This past October, the owners of the deed-restricted housing complex at 230 Stuart St., called South Cove Plazas, brought a lawsuit against the Zoning Board of Appeals (ZBA) in response to the passage of the zoning variances for the proposed 212-222 Stuart St. tower in Bay Village.
The ZBA approved the building in August after a long, drawn-out process between the developers, Transom Real Estate, and the residents of Bay Village.
Now, that the building is stuck in limbo until litigation is solved, Bay Village residents want to give a nudge in support of the developers to get the ball going, especially since a new development is starting to take shape across the street at the Motor Mart Garage.
“The 212 Stuart Street developers really listened to the neighborhood, and in the end, they got pretty strong support from us,” said Sarah Herlihy the Senior Vice President of the Bay Village Neighborhood Association (BVNA). “The owners of this building [South Cove Plazas] have succeeded to stop the project from moving forward, but we don’t want it to stop the project from moving forward.”
At a BVNA Executive Board meeting, on Monday, February 5., Herlihy asked the Board if they should push the project forward – despite it being stuck in litigation.
Suggestions included writing letters to show their support of the building to the corresponding city agencies . City Councilor Annissa Essaibi-George suggested contacting the project manager from the Boston Planning and Development Agency to see if there are any updates. It is common practice for City agencies to not meddle in private litigation matters.
Other members wanted to send a letter out to the owners of South Cove Plazas to invite them to share their side of the problem with the community. Despite attending some of the community meetings held to discuss the 212 Stuart St. development, they never publically said they were upset with the plans.
“The Motor Mart development could go up, and we would still have that lot,” said Herlihy. “I don’t want another building like [South Cove Plazas] where we will be staring at another brick wall.”
There is a fear that the litigation will stall the project long enough that the upward building boom in the city would go on a downturn, making the project economically unfeasible. It could take several years to get the issue fully resolved.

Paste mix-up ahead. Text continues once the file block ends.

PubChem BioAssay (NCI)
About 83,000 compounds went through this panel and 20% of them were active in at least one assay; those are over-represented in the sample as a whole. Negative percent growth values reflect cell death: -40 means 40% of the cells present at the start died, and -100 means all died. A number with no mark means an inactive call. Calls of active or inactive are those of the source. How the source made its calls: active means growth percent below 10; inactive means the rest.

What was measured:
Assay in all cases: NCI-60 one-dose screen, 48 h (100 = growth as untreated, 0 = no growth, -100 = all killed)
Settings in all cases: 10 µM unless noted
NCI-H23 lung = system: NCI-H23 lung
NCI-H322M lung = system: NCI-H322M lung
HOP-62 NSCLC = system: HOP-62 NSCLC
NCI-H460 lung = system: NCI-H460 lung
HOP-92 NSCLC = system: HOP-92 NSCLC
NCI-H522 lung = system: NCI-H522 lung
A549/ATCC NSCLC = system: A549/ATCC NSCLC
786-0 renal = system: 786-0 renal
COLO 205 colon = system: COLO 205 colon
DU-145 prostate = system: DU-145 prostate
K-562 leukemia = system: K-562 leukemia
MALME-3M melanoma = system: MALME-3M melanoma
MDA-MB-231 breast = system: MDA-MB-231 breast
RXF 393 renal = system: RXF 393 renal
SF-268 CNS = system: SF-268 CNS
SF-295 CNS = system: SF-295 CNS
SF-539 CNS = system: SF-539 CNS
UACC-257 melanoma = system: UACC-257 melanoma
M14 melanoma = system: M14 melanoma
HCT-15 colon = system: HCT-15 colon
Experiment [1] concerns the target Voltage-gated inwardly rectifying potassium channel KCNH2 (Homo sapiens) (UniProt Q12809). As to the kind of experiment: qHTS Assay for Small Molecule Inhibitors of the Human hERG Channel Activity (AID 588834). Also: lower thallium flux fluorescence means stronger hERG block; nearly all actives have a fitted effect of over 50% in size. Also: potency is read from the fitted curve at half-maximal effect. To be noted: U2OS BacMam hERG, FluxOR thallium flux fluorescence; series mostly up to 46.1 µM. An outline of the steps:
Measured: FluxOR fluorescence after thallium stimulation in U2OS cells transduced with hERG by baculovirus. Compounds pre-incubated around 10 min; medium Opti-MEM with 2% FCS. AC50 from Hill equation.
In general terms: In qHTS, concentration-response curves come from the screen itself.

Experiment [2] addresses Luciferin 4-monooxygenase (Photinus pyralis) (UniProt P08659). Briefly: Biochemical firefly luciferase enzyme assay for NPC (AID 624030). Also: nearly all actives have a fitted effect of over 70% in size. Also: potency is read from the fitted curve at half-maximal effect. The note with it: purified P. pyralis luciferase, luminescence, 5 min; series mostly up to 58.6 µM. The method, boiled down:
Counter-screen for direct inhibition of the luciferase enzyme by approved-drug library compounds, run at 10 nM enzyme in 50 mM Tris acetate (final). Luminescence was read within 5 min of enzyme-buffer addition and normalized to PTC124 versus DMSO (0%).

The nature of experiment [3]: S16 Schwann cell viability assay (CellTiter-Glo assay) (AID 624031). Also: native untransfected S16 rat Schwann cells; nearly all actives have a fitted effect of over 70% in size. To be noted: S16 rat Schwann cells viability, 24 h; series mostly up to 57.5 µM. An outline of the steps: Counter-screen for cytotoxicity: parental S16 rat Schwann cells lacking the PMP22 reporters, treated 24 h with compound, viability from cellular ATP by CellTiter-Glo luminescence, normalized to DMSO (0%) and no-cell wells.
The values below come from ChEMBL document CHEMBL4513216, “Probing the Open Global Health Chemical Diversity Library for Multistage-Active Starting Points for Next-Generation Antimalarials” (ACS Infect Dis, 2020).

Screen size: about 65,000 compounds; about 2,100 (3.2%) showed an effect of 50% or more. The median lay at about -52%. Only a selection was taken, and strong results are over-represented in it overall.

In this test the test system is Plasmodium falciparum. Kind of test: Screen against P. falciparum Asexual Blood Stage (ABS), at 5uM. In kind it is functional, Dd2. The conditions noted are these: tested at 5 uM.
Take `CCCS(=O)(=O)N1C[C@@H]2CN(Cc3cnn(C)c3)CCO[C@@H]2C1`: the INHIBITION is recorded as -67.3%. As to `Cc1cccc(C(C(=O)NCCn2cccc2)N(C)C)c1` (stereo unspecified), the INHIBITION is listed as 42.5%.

Bethany Patten, the president of BVNA, said she wanted to do some research on what the neighborhood association has done in the past in terms of getting involved in a litigation problem before they proceed writing a letter. She is open to receiving more ideas on how to best move forward in this process.
“I just don’t think we can sit by and do nothing,” said Herlihy. “Because five years from now there could be something else there… I don’t want a missed opportunity to go by.”
Crosswalk Upgrades Coming Soon!
Alana Olsen, the chief of staff for At-large City Councilor Annissa Essaibi-George, gave an update on the safety measures being implementing at the only crosswalk in Bay Village, located at the intersection of Arlington Street and Isabella St.
Olsen said that Essaibi-George has fought to get funding to upgrade the crosswalk to have safety measures similar to the new crosswalks that have been implemented along Tremont St. in the South End.
Some stuff has already been installed but this spring, Bay Village residents will notice more permanent changes.
The Chief of Streets Chris Osgood or another representative from the Boston Transportation Department will attend next month’s hearing to discuss what residents would like to see at the crosswalk in the future.
Currently, residents have problems crossing the busy intersection that is the main route to the highway from downtown. They would like to seek traffic calming measures and are still working on reversing the direction of Isabella St., to stop cars from cutting over on a small residential street.
Where did the Bigbelly go?
A few months ago it became apparent that the bigbelly trash receptacle along Isabella St. had disappeared, leaving Bay Village residents bewildered as to where it went.
After they figured out that the City took it out, residents have asked that it be returned but in a new location that is closer to the bus stop.
One resident said he might be the one to blame for it being taken out in the first place. An avid trash picker-upper he would fill multiple bags of street trash and place them next to the bigbelly if it was already full. He would then simply send a 311 alert saying it needed to be picked up and city crews would come by within an hour and a half and pick up the trash – problem solved.
But, he had no idea that it would lead to the bin’s disappearance. He noted that if he doesn’t pick up the trash, the street just looks horrible.
Nancy Morrisroe who is on the City Services/ Traffic Committee said that after calling the City, she learned, “It was one the most abused trash bins in the city.”
Bay Village residents asked their City Councilors Ed Flynn and Annissa Essaibi-George to work towards restoring the bin so that trash can be kept off the street.